The Impact of Cultural Context on Brazilian Adolescents' Sexual Practices

Article excerpt

AIDS has become a global pandemic. Hundreds of studies, programs, and conferences have alerted the world to the prevalence and dangers of AIDS in North America, the Caribbean, Europe, sub-Saharan Africa, and parts of Asia. AIDS appears to have taken hold in South America somewhat later, and the incidence remains relatively low. However, socioeconomic and cultural conditions in the region indicate that AIDS could soon become a very serious problem--that is, at the level of sub-Saharan Africa. In this paper, we are particularly concerned with Brazil, the largest and most populous country in South America, with by far the largest number of HIV seropositive persons (Sipan & Hovell, 1996). Further, Brazil is a young country demographically: one-third of the population is under 16. Thus, in order to be effective, AIDS and sexually transmitted disease (STD) prevention programs will have to reach adolescents and impact their sexual and condom use behavior. Our paper reports interview findings from Brazilian teenagers about the nature of their sexual relationships and their experiences using condoms, and makes recommendations for HIV prevention and intervention programs.

A UNAIDS/WHO Epidemiological Fact Sheet reports 120,409 AIDS cases in Brazil (as of 1997) out of a population of 163,132,000 (UN-AIDS, 1998). When sources of transmission were identified, heterosexual contacts accounted for 21% of the cases, while homosexual and bisexual contacts accounted for 33%. Project Hope, a Brazilian nongovernmental organization (NGO) program, states that "about half of the cases to date have been found among homosexual and bisexual men. At the same time, the male to female ratio of AIDS cases has fallen from 9:1 in 1987 to the current 3:1 [in 1997]" (UNAIDS, 1998). According to Csillag (1999), "about 60,000 children in Brazil have a mother with AIDS; 16,000 have lost mothers to AIDS; and about 140,000 have a mother who is HIV-positive." Notably, Inciardi, Surratt, and Telles (2000) place the number of AIDS cases at 163,355 in 1999, an increase of over 35% in just two years.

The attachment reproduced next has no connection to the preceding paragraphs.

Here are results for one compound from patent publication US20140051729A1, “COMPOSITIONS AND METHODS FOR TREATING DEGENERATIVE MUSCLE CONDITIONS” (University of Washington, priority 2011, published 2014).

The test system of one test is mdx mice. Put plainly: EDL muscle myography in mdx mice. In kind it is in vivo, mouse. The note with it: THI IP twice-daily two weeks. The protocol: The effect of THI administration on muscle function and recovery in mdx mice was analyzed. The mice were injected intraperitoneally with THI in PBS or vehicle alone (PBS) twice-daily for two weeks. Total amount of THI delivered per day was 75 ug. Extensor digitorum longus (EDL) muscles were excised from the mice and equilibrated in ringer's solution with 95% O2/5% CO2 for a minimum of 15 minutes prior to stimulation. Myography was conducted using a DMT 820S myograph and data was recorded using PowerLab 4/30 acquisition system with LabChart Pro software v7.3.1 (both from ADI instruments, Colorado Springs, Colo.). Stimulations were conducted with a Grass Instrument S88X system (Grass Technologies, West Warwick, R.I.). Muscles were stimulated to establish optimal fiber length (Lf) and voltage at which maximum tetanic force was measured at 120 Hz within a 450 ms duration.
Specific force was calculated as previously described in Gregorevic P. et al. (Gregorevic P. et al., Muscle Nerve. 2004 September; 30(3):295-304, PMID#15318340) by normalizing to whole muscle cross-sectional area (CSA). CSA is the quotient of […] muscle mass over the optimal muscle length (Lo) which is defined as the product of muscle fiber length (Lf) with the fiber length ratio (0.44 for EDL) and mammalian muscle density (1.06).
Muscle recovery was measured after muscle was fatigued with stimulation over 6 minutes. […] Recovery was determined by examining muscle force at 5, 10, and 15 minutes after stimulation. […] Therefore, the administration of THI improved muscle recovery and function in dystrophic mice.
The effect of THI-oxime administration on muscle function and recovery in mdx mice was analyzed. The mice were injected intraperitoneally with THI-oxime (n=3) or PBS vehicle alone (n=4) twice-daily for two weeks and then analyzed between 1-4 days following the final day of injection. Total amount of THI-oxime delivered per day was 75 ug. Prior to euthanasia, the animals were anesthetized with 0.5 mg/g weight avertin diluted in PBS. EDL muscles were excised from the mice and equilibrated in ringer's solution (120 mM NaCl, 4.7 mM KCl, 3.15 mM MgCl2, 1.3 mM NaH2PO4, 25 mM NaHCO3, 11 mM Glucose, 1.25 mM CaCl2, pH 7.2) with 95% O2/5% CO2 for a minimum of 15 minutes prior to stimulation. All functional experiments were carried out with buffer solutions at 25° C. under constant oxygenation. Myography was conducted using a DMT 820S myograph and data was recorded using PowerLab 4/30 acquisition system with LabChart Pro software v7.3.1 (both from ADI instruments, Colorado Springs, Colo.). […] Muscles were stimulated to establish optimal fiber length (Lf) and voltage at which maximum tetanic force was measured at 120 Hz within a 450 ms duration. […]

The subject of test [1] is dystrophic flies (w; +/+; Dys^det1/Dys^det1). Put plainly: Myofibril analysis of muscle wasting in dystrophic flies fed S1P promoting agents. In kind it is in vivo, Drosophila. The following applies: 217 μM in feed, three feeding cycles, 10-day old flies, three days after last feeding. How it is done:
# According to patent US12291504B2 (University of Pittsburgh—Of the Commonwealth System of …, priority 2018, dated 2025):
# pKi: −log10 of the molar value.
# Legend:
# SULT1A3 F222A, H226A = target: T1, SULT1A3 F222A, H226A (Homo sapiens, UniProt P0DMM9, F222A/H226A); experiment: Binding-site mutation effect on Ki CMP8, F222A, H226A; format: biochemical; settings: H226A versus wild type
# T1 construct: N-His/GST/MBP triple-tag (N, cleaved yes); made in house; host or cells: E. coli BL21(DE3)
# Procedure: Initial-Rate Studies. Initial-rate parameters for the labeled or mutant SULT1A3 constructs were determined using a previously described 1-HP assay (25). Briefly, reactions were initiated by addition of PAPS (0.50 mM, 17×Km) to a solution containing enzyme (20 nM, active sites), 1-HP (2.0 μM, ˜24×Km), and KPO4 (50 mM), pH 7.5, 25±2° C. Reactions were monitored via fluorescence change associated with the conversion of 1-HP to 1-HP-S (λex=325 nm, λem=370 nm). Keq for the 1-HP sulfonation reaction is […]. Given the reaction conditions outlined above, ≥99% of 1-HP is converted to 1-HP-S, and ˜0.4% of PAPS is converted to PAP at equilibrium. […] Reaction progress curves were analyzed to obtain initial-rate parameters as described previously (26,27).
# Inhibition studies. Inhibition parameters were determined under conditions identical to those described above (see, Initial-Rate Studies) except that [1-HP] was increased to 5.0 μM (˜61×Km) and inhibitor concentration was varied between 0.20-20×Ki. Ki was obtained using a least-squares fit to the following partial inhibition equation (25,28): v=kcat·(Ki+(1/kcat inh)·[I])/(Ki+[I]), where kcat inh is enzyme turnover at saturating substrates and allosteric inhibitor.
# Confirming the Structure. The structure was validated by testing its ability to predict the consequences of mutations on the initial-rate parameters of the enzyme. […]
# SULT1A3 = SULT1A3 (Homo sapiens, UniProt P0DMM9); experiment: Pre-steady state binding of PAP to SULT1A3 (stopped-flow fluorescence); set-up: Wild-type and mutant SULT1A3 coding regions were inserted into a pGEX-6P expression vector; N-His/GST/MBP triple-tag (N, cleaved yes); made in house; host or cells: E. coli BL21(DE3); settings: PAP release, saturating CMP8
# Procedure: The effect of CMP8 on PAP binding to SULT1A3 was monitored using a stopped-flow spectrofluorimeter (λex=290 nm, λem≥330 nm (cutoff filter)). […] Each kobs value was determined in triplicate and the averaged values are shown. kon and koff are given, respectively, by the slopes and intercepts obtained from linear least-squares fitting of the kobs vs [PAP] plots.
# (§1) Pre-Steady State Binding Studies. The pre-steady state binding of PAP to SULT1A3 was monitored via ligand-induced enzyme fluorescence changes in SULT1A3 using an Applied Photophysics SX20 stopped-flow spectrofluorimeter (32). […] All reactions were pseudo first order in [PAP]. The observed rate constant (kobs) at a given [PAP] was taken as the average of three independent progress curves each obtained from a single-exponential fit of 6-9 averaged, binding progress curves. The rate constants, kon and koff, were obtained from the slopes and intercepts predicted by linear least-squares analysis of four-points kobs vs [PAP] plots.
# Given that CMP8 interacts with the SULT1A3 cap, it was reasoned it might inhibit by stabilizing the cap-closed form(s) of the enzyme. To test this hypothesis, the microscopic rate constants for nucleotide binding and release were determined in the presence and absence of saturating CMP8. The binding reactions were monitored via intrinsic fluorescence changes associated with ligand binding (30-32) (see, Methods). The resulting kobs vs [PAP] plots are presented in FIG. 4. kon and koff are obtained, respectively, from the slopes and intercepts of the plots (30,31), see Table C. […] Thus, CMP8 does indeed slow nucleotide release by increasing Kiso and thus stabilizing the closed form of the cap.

AIDS awareness campaigns were launched in the late 1980s and early 1990s by Brazilian and non-Brazilian organizations but have been considered to be largely ineffective in impacting behavior because they did not place enough emphasis on the sociocultural context in which heterosexual relations take place (Araujo & Diniz, 1995). Many of the AIDS prevention and education programs were designed for homosexual men, commercial sex workers, and intravenous drug users (Goldstein, 1994). Yet women are particularly at risk for contracting HIV in Brazil due to the cultural context of sexual relationships, and the ongoing increase in infection of women due to heterosexual contact underscores this point. It is common practice for married and unmarried men to engage in homosexual relations (although they are not considered such in Brazil; specifically, to practice nonreceptive "dominant" anal sex), and to not tell their wives or lovers (Inciardi, Surratt, & Telles, 2000; Parker, 1987). The nature of sexual interactions is also very gender-hierarchical, with women being punished, hurt, or rejected for refusing sex, asking for condom use, or asking the man about his sexual history (Araujo & Diniz, 1995; Parker, 1991). Thus, there is an urgent need in Brazil to develop AIDS prevention programs that address the social construction and dynamics of sexual relationships between men and women (Araujo & Diniz, 1995; Brasilia, 1999; Goldstein, 1994; Sipan & Hovell, 1996).

Another factor that should be considered in any comprehensive condom use intervention in Brazil is that men are generally not circumcised, except in the case of phimosis (a condition in which a tight foreskin prevents the baring of the glans of the penis) or some other unusual condition. It has recently been found that AIDS is far more prevalent in areas of Africa where men are generally not circumcised than in areas where they are, either near birth or as part of male initiation ceremonies (Halperin, 1998; Halperin & Bailey, 1999; Pennink, 2001). …


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